On July 16th, 2015 the Bretton Woods Committee hosted a virtual conference featuring, Joachim von Amsberg, Vice President of Development Finance at the World Bank, who provided expert analysis on outcomes from the Third International Conference on Financing for Development live from Addis Ababa. Robert (Bob) J. Berg, Bretton Woods Committee member and former senior advisor to UNICEF, UNDP, UNESCO, and the UN Economic Mission to Africa moderated the discussion.
Von Amsberg reviewed the conference’s expected outcomes and provided his impressions on the overall success of the conference. He was encouraged by the paradigm shift he witnessed around the development financing dialogue from the ideology of previous conferences to the more concrete solutions put forward in Addis. In order to meet the ambitious set of proposed Sustainable Development Goals (SDGs), it is clear that all players–bilaterals, multilaterals, private sector, and particularly developing countries themselves–will need to step up to help unlock the trillions of dollars necessary to finance and successfully implement the post-2015 agenda. In Von Amsberg’s view, the conference was successful in bringing all of the players to the table–including business leaders, NGOs, and policymakers–facilitating a constructive dialogue, and carving out roles to which all could commit.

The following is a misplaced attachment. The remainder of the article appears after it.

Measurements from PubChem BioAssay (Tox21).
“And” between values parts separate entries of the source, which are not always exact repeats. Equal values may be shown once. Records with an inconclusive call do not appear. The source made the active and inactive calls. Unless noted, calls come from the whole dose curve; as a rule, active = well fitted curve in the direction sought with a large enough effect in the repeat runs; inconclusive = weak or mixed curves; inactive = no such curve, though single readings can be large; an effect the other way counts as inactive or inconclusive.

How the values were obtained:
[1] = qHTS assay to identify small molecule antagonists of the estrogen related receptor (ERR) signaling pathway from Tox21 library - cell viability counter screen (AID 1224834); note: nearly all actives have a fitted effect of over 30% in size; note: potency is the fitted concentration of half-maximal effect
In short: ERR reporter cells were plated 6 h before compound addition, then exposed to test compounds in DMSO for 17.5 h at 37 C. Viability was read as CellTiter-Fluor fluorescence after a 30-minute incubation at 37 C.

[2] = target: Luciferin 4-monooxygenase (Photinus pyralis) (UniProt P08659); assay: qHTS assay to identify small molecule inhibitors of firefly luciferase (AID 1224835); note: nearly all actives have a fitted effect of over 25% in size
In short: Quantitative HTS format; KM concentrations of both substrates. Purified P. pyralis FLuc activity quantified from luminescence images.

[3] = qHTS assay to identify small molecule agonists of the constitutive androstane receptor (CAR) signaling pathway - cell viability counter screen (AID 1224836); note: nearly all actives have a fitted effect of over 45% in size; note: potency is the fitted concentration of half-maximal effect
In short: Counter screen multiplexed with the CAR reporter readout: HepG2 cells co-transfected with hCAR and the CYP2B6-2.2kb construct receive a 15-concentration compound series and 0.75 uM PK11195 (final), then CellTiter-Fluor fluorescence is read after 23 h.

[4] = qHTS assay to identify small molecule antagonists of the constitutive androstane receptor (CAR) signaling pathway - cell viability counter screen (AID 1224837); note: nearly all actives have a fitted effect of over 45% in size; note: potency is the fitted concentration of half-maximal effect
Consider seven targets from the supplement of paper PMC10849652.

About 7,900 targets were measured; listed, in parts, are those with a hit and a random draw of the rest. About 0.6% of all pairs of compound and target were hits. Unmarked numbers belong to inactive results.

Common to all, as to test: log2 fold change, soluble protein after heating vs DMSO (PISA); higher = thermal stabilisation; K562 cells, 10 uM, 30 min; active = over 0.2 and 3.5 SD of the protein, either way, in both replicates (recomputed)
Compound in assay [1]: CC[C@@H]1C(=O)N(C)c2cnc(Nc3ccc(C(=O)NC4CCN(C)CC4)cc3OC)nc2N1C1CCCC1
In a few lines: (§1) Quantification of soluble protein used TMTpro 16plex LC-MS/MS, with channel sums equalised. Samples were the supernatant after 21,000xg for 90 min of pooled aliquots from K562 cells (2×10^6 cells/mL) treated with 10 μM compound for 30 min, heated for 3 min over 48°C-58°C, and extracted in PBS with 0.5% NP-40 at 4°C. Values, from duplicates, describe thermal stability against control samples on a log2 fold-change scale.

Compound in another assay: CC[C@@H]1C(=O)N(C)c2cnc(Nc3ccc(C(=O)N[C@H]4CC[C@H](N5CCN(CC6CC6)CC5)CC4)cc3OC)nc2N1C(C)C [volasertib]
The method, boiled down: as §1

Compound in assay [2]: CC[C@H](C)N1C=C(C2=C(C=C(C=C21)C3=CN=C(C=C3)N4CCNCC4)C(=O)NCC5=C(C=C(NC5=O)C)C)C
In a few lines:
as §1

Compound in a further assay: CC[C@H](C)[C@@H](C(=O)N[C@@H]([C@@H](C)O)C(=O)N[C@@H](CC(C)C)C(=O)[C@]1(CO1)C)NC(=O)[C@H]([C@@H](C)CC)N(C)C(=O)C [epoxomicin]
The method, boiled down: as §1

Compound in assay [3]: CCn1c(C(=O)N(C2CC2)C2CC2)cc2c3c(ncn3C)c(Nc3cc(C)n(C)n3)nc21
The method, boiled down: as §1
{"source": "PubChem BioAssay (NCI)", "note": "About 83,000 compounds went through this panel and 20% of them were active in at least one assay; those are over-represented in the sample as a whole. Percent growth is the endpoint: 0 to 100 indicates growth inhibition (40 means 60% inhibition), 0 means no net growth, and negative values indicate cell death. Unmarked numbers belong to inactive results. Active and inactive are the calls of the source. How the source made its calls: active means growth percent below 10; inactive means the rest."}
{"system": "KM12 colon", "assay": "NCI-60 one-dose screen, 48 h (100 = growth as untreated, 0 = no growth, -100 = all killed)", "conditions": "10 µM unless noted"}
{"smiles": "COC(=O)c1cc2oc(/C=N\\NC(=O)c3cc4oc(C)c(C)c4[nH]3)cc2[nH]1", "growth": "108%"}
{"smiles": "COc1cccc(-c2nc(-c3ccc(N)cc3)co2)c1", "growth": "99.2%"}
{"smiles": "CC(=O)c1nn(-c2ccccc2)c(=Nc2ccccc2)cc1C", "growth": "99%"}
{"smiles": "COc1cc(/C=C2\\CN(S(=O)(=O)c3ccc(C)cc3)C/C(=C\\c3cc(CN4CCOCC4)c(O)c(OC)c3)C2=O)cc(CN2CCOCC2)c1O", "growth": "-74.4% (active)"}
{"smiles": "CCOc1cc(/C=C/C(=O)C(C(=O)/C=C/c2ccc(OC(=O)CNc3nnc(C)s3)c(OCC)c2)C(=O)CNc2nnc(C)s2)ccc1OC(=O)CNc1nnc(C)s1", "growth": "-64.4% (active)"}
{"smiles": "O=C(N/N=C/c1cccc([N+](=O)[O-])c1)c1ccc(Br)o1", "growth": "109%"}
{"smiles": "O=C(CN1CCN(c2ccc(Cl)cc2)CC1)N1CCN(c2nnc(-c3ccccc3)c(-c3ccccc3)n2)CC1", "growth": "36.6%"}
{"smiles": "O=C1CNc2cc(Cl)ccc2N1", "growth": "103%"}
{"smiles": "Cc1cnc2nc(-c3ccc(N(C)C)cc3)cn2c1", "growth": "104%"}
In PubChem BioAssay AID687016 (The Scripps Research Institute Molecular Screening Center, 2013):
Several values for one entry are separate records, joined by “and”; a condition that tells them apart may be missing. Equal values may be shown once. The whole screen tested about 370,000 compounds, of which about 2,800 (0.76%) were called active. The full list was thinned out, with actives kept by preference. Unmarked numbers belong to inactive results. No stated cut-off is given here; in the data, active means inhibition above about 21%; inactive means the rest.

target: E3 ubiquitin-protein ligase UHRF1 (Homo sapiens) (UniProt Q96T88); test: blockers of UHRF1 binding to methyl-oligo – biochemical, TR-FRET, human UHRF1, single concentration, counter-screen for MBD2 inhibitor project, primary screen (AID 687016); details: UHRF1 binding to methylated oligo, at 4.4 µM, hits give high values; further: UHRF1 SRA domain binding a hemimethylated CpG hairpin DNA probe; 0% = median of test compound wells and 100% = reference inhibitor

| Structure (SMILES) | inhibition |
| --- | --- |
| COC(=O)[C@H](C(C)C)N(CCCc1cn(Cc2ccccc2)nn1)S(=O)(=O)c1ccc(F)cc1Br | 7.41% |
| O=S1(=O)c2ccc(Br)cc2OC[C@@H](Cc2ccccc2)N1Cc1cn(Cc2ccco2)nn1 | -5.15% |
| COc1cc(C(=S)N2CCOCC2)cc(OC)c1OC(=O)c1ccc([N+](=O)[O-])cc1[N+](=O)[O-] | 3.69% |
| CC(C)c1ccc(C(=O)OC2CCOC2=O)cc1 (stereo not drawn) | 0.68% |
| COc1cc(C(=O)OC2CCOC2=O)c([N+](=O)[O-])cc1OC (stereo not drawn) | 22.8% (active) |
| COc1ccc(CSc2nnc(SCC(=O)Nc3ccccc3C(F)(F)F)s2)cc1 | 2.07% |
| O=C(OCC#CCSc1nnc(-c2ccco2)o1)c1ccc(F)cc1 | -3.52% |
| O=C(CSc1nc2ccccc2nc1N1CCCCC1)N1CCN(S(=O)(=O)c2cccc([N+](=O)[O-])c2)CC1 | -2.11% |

He highlighted the key components of the joint World Bank, IMF, and multilateral development banks (MDBs) strategy–“From Billions to Trillions”–that offers their collective vision and outlines the roles of key contributors. The approach emphasizes a changing role for official development finance (ODA) with the purpose of improving public expenditure effectiveness and better leveraging these traditional resources to mobilize significantly more domestic public resources and private sector investment. Domestic resource mobilization of emerging and developing countries was $1.2 trillion in 2000 and rose to $7.7 trillion in 2012, hence there is optimism for the prospects of additional domestic resources.
Additionally, of particular importance will be improved domestic and international tax structures as well as sound political and business environments within developing countries that will attract increased investment. The Bretton Woods institutions and MDBs are well-positioned to play a central role in helping to catalyze additional resources and in channeling them to support the SDGs and the actions likely to be agreed in December addressing climate change. Von Amsberg indicated that there seemed to be consensus around these new roles for donors and was optimistic for its long-term success and impact.
The virtual conference concluded with Q&A from audience participants, where Von Amsberg addressed ways in which lessons from the Millennium Development Goals (MDGs) were applied to the SDGs, the relationship between development finance and climate change finance, and new Bank innovations in mobilizing finance. Von Amsberg felt that the Addis Ababa Conference has been a good platform to generate momentum for the climate change negotiations concluding in Paris later this year, and closed by saying that smart investment in development has great spillover effects on climate change prevention and protection of the environment.
To listen to the full audio of the virtual conference, please click here.
To view the joint World Bank, IMF, MDBs “From Billions to Trillions” paper, please click here.
To view the Addis Ababa conference outcome document, please click here.